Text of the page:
NEW YORK — The "October trifecta" that touched my life — my father's death, surgery the next day, and the unprecedented destruction of Hurricane Sandy around New York — did what traumatic events often do.
They left me emotionally fatigued and ready for some fresh clarity, fresh perspective, and fresh prioritizing.
When life seems fragile, it's clear some things matter more than others. It reminds us that attention must be paid to family, friends, and the differences we make in our work and our faith. Lesser concerns — like the tablet computer I have been angling to acquire — quickly fall away.
This will make the upcoming holiday shopping season a bit awkward, because all I really want for Christmas is time with my family and the joy of singing with the Gospel choir at church. Marketplace efforts to stimulate my appetite for stuff probably will fall flat this season.
The October trifecta also shaped my attitude about the presidential election. I fast-forwarded through every advertisement, found myself determined to vote despite obstacles that local election officials placed in our path, and wanted not another minute of politics-as-usual as practiced in the past four years. Instead, I want leaders to lead on behalf of an entire nation, or get out of the way.
I don't want to waste another minute catering to the wealthy or stoking the conspiracy fears of the right wing. The electorate voted for the future and for shared burden. It's time to move forward.
Fresh clarity doesn't just appear; it isn't that easy. I need to examine some specifics, such as how I allocate my time, expend my energies, pursue my work, and care for my family. I need to consider how day-to-day decisions reflect my values. I need to identify what, if anything, needs to be set aside as unnecessary distraction.
I'm the only person who can do this personal work. I can't look to a profit-seeking marketplace or a power-seeking political class for guidance. They care nothing for me or my family. And they surely don't want my life to find balance, for what would I then need to buy or whose clever hypocrisy could claim my support?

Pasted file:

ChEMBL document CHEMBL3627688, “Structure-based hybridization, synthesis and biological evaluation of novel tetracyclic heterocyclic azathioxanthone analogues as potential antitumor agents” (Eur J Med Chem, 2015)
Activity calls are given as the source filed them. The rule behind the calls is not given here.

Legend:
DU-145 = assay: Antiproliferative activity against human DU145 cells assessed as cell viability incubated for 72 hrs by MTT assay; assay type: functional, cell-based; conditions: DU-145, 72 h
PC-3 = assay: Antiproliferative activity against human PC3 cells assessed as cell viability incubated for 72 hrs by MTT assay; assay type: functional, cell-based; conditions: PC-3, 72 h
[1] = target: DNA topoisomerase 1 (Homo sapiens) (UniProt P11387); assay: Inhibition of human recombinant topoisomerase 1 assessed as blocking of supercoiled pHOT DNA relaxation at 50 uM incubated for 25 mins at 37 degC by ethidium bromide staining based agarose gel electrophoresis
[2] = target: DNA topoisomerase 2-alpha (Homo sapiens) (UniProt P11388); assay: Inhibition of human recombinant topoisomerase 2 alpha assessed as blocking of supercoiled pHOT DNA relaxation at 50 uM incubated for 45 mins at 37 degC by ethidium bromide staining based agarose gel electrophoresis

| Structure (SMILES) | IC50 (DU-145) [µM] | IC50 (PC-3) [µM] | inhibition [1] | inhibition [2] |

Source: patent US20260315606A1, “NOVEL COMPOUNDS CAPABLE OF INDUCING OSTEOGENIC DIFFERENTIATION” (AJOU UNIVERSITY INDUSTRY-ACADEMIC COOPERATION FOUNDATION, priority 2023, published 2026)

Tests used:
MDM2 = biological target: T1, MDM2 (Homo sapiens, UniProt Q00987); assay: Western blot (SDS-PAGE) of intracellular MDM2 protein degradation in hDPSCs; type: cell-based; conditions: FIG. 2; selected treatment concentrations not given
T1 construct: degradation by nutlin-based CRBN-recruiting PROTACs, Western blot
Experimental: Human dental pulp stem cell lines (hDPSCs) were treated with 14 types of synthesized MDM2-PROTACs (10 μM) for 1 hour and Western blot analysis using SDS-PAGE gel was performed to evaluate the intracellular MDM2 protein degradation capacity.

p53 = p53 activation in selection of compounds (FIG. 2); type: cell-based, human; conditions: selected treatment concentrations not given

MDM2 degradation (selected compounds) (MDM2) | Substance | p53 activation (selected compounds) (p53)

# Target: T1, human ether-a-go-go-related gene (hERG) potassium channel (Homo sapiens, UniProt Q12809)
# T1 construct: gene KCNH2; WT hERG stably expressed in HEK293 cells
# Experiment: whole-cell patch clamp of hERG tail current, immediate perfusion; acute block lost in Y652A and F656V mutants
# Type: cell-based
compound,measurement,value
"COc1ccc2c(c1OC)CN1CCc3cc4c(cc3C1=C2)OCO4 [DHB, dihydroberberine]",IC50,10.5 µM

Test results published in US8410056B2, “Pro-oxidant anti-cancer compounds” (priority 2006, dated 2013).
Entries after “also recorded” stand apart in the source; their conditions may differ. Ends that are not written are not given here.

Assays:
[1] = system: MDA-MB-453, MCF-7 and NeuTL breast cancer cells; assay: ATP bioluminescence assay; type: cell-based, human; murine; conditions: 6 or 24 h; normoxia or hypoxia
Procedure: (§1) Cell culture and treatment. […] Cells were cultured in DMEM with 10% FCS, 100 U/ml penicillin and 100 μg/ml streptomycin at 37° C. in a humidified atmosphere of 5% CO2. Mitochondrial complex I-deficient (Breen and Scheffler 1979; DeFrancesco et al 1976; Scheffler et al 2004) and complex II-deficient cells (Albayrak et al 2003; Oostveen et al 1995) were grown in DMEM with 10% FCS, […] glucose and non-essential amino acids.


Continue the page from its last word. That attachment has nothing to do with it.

The ugliness of this political season wasn't about legitimate differences of opinion, the push-pull that mature people expect and learn to work through. The ugliness was about deceit, fear-mongering, last-minute attempts to suppress voters, and a multi-year campaign to deliver an entire nation into the greedy hands of a cosseted few.
In effect, I think people took back their votes and used the election to do the hard work of seeking clarity, perspective, and prioritizing. Despite all the campaign huffing about people wanting to be taken care of, I think the reality is that people do take care of their own needs; they do make their own decisions; they do accept a high degree of personal responsibility.
People aren't seeking a demagogue to crystallize their yearnings into blame and vengeance. They aren't seeking the easy answers of a religious cult. They aren't trusting rich old white men to scatter crumbs in their direction.
Yes, our lives often teeter toward disruption. Life sometimes gets crowded and confounding. But that doesn't make this "open season" for the sharps and short-changers. Their wheedling and hypocrisy simply add to the noise we are trying to work through.
They thought we were fools because recent years have been difficult. Instead, we stepped up and set about cleaning up the messes.
Tom Ehrich is a writer, church consultant and Episcopal priest based in New York. He is the author of Just Wondering, Jesus and founder of the Church Wellness Project. His website is www.morningwalkmedia.com . Follow Tom on Twitter @tomehrich . Via RNS .
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